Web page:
Susan Sarandon: “I don’t feel that confident right now”
Susan Sarandon has had a life changing year. Her loving fans and admirers only feel sympathy for the news that Sarandon and her longtime significant other Tim Robbins parted ways. A conference call with the media caught Sarandon at a particularly down time, but only for physical reasons. Asked if her confidence keeps her looking and feeling great, Sarandon laughed off the compliment.
“I don’t feel that confident right now,” Sarandon said. “There’s something that drives you forward and keeps making you go toward the light but I have my bad days. It’s an odd time right now and a new kind of perspective. I have my days when I don’t feel confident but I think my curiosity outweighs my ego most of the time so I keep moving forward. Right now I completely messed up my foot and it’s on a pillow and I’m hobbling around just imagining me with a walker in a few years because I can’t get around. The crutches were ridiculous and now I’ve got a boot. It slowed me down in the last few days so I’m feeling sorry for myself a little bit.”
A bright spot has been filming an episode of NBC’s series Who Do You Think You Are? The episode airing April 23 will chronicle Sarandon’s search for her grandmother Anita, on national television.
“I had tried to find my grandmother years before and my curiosity outweighed my need for trepidation and privacy because it was a story we all needed to be told and solved, also for my mom’s peace of mind. Even though it wasn’t the most private way to do it, that was the first reason, that it could happen because of their expertise to solve the mystery. Second of all, America is full of so many of these stories and it’s just wonderful to remember that everybody here, unless you’re a native American, came here under some similar circumstance and made their way and learned a language and built a new life. That spirit and that tenacity and that joyfulness is so humbling and important to remember. So I didn’t know how it would turn out or if anybody would be interested but my own family’s curiosity, I discussed it with my mom beforehand and my siblings. So I had a mission.”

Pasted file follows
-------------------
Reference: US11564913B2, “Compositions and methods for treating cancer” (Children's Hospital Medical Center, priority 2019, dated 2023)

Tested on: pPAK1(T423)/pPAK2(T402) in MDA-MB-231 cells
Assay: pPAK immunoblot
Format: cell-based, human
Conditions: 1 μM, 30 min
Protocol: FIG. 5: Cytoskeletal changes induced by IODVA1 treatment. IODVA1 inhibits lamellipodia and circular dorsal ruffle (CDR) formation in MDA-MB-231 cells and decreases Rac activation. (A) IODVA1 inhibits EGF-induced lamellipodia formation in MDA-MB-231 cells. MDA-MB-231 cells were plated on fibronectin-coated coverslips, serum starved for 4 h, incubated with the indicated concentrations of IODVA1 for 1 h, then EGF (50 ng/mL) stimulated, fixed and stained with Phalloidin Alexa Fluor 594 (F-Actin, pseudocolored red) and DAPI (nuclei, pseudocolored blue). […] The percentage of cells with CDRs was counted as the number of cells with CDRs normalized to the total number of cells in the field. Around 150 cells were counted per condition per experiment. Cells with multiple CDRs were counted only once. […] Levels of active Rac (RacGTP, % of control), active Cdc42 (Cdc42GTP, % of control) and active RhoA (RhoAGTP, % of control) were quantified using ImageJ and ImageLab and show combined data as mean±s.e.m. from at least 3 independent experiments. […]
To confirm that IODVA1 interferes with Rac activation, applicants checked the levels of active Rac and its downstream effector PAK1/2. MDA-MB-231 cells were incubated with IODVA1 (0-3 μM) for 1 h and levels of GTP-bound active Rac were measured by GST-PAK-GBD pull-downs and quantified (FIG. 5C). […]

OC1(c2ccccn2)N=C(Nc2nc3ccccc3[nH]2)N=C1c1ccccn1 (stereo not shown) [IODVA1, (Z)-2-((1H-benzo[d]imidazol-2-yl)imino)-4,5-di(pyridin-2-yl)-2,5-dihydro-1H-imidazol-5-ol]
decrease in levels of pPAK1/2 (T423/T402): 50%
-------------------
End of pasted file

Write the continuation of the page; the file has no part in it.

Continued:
Also a well known activist, Sarandon often uses her celebrity to champion causes. That was not the intention with Who Do You Think You Are, but Anita ended up bringing to light an important social issue.
“It’s really wonderful to reflect on how difficult it was and how brave to come here most of the time without even the language and with very few resources. Certainly I think they are people who would have preferred to stay where their family support system was. Very few of them migrated because they were looking for adventure. Most of them were escaping very difficult, bleak times. When I did my Welsh grandfather’s history, I learned that he, at a time in England when there was famine, that a lot of people went to Russia. They would send whole families off with any children 10 or up and leave the little ones behind because they just couldn’t feed them. We have similar migrations happening from South American companies and people escaping political problems or survival, other kinds of survival challenges and come here with, again, so much bravery and so much hope but would rather be back where they started with their roots. It’s a wonderful way to have an appreciation and understanding for that process, both in the past and present.”